The child’s experience
Going diaper-free means transitioning from one habit to another. In modern society, we diaper newborn babies and “show them” the diaper is the place to do bodily functions, whenever and wherever they want. Later, after a year or more, when the child is living harmoniously with his “built-in” toilet, we change our instructions: no more pooping any time and any place.
From here on out, it has to happen in one place—the toilet. It’s like a situation when we have to relearn our driving habits by halting at a green light and driving off at a red one! Or switching to driving on the left-hand side of the road instead of the right.
Many parents will agree that transitioning from one habit to another is tough for adults as well. Two tough challenges are changing our eating habits and quitting smoking. However smart we are; however we long to change; know how important it is for our health; know exactly what we should and what we should not eat, we still fail time after time. It must be so much more difficult for kids to change their habits.
Some kids pick up clear hints on the subject. They notice that their parents, siblings, kids at daycare, all go to the bathroom to poop, and the urge to be like them kicks in. For them, it’s pretty simple to transition from pooping in a diaper to using the toilet. But for another large group of children, it’s far from simple. They have a strong dependence on the diaper. They feel secure with it, and the idea of abandoning it can seem alarming.
The parents’ role in the challenge of transitioning from diaper to toilet is particularly difficult and complex. Parents are society’s agents, and it’s their task to instill social norms in their kids from the outset. Toilet training is one of the first such educational norms.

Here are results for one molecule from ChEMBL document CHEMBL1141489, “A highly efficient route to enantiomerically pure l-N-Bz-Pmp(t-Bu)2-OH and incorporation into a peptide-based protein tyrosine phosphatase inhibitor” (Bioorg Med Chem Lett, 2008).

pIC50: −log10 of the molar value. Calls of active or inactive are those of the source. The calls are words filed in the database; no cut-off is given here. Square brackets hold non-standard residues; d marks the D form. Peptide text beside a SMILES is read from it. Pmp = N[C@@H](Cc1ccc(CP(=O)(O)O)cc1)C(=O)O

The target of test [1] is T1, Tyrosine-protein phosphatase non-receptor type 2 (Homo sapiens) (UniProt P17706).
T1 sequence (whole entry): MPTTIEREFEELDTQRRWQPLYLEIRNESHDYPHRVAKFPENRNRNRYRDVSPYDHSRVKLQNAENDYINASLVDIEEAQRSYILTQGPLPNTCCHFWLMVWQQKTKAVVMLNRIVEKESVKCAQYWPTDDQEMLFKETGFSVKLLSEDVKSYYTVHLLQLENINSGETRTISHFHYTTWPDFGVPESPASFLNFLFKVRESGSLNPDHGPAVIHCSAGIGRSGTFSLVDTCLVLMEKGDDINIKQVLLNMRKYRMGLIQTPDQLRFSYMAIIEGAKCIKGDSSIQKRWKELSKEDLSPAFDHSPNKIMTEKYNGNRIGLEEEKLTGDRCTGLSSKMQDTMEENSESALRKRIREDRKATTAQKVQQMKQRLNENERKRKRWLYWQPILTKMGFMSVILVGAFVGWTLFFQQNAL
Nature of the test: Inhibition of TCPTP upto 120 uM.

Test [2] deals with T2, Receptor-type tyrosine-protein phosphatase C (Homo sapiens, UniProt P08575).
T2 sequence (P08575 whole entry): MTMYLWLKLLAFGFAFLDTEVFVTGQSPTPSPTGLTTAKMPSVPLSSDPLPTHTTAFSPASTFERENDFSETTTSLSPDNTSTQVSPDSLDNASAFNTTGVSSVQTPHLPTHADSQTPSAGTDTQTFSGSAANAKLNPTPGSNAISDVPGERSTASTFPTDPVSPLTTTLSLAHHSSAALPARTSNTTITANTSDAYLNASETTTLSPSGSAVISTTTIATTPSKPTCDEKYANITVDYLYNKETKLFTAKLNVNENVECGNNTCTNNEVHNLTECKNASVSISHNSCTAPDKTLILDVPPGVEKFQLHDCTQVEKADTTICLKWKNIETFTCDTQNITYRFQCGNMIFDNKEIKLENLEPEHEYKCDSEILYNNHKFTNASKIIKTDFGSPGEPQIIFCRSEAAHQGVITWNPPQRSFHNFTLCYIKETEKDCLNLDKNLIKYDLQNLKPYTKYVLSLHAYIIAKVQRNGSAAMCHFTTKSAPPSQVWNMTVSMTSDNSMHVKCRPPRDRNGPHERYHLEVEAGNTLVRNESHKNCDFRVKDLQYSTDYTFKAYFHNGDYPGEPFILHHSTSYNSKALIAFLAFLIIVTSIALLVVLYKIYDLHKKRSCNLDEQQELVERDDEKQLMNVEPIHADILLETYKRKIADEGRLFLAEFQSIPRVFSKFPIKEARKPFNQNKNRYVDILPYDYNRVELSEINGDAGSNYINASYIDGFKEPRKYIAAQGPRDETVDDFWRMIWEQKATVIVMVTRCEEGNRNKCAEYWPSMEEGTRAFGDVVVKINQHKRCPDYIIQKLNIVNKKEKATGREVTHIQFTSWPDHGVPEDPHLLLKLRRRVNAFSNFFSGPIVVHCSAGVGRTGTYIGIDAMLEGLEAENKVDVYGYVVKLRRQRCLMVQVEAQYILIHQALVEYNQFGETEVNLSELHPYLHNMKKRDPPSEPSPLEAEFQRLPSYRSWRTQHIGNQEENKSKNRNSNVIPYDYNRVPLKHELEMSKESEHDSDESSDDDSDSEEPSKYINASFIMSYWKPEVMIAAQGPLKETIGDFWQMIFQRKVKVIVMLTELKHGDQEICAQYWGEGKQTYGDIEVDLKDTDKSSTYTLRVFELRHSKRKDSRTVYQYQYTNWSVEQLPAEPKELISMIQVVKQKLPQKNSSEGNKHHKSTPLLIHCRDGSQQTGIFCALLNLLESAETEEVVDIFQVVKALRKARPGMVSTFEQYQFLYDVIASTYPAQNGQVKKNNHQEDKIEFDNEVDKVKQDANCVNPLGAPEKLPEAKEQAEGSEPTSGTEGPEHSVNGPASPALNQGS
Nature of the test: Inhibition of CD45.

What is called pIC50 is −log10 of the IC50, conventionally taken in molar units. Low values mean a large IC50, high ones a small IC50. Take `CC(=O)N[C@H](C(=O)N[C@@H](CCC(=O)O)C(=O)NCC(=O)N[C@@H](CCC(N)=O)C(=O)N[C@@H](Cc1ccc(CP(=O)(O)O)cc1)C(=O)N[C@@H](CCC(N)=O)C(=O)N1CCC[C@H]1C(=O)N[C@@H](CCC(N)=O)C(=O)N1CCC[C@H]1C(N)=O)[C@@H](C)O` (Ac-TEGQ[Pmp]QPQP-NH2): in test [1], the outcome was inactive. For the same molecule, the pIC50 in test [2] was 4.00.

As they embark on the task, parents present their kids with new demands. They are facilitators and teachers who cheer on success and console in cases of failure. With their deep emotional involvement in the process, they must put their irritation and frustration to one side, and create a harmonious, supportive atmosphere.
When successful, it’s an experience that contributes immensely to forming the child’s image of her parents. Parents are authoritative but still supportive, helpful, protective, understanding and encouraging. But if the process fails, it can affect the image-formation.
For the kid, a smooth and harmonious transition means stronger self-confidence and self-image. A transition that’s accompanied by conflict and irritation can delay the process and harm the child’s developing personality, self-image, and self-confidence.